Phishing is No April Fools’ Day Fun: FTC Advice to Companies

- By: Lori A Beam

When internet scammers mimic reputable businesses to trick consumers into giving their personal information, it doesn’t just hurt the consumers, it hurts the good name of the companies they are impersonating. By taking preventive action and by offering immediate advice and support, companies can help stop phishing and retain customer goodwill.

 

In March, the Federal Trade Commission offered advice on doing just that. It first released a study on how companies can prevent criminals from using their company domains in phishing scams. It then issued guidance and a video on how businesses should respond when they learn of phishing attacks using their company name or brand.

 

In the FTC study, it recommends that businesses protect their domains from phishing scams by using methods such as:

 

  • Domain level email authentication to allow receiving mail servers to verify that a message claiming to be from the business actually came from a domain authorized by the business; and
  • Domain Message Authentication Reporting & Conformance, which, among other things:
    • Enables businesses to gather intelligence on how scam artists are misusing their domains; and
    • Instructs receiving email servers on how to treat unauthenticated messages that claim to be from a company’s domain.

Plus, in the FTC guidance, it suggests that companies do the following when they learn their name or mark is being used in a phishing scam:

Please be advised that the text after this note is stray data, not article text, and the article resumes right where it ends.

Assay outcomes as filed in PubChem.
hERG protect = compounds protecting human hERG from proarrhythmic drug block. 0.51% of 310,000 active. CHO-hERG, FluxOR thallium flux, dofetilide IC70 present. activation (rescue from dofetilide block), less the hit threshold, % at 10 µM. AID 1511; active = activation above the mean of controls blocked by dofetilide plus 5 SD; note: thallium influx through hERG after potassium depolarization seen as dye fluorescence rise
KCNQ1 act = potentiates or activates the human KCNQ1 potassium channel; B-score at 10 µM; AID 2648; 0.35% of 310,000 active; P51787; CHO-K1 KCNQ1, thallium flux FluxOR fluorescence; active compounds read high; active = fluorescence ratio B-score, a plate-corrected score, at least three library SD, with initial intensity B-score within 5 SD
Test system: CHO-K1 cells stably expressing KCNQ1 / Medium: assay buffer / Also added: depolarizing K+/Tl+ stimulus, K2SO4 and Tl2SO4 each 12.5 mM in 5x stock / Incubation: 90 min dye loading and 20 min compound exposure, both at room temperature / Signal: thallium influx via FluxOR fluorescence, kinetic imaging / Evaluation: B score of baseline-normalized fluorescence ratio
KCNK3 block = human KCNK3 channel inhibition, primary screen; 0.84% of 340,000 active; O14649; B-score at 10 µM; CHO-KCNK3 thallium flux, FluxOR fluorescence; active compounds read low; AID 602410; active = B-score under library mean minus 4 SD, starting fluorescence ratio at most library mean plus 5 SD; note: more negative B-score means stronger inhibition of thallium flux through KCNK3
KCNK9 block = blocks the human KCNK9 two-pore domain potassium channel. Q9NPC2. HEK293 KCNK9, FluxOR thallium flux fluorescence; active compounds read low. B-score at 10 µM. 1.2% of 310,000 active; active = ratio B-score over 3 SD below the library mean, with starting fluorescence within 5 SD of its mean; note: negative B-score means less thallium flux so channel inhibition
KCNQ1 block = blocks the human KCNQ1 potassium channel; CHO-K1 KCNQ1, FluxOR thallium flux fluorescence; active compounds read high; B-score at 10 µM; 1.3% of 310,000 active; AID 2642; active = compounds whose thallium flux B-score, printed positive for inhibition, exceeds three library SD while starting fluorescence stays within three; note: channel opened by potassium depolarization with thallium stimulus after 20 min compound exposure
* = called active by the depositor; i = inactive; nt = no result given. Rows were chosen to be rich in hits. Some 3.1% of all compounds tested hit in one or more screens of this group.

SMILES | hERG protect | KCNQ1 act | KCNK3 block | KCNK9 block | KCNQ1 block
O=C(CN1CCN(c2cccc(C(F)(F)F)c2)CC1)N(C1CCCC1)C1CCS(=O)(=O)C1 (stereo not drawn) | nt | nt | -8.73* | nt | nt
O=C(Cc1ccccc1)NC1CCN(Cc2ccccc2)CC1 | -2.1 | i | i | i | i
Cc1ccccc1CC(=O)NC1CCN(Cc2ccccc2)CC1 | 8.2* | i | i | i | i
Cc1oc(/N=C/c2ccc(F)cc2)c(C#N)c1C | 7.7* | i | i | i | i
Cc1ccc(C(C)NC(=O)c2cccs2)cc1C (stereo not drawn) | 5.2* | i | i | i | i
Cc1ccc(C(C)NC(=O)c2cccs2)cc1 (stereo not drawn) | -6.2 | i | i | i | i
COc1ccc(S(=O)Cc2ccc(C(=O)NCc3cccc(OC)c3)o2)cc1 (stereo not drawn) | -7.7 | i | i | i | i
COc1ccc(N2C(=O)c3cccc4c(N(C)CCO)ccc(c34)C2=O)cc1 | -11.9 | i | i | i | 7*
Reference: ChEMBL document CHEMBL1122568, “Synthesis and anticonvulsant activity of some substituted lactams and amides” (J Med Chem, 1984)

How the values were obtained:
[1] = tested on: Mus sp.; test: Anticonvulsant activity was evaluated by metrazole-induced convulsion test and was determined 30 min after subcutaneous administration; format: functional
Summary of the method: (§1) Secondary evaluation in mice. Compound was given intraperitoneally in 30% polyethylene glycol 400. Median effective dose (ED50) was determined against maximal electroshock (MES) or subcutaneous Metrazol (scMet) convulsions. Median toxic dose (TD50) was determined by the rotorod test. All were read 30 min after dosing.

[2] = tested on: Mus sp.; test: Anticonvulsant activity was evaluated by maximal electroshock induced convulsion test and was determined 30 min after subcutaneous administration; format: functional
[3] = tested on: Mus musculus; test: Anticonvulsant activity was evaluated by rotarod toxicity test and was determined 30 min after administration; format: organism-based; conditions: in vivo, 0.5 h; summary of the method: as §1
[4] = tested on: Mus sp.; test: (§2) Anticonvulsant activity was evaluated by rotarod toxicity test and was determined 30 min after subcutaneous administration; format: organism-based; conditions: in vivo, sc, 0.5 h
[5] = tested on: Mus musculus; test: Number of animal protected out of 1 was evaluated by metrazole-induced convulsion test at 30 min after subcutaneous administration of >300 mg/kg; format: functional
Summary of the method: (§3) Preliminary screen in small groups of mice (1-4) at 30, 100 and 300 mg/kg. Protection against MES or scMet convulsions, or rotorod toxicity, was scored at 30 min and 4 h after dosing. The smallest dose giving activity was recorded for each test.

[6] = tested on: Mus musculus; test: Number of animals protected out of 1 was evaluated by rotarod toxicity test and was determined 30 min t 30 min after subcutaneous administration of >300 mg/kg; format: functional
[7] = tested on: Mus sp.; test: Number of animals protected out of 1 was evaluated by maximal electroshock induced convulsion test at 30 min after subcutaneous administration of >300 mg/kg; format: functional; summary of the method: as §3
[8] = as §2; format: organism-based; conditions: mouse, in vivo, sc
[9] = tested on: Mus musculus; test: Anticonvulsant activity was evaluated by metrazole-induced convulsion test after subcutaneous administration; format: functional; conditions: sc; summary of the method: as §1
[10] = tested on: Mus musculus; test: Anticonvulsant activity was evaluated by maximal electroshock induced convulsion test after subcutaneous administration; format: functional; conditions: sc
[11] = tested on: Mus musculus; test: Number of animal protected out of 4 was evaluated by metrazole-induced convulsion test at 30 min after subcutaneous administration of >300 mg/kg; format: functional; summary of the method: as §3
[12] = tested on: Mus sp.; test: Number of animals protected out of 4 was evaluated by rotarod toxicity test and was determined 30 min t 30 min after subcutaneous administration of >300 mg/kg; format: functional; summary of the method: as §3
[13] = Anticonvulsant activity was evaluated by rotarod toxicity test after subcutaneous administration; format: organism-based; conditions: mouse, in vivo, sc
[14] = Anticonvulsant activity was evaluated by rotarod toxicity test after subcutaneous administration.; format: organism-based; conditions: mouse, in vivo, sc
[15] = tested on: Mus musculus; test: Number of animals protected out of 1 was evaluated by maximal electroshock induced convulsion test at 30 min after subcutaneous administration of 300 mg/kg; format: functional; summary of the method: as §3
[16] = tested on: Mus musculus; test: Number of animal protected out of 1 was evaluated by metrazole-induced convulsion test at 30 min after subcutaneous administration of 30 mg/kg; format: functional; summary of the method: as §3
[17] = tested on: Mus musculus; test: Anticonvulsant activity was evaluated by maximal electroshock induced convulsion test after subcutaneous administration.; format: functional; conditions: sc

• Notify consumers of the scam ASAP – Use social media, email and other methods to immediately:
    • Inform your customers of the scam;
    • Warn them to ignore suspicious emails or texts appearing to be from you; and
    • Remind them that your company would never solicit sensitive personal information through insecure channels like email or text message.
  • Contact law enforcement
  • Provide resources for affected consumers
  • Update your company’s security practices to reflect latest available information  

 

These twin FTC pronouncements offer good advice for companies and may signal an FTC intent to take enforcement action in the future against companies that fail to take reasonable security measures to protect against phishing scams.

 

*This article is general in nature and does not constitute legal advice. Readers with legal questions should consult with an attorney prior to making any legal decisions.

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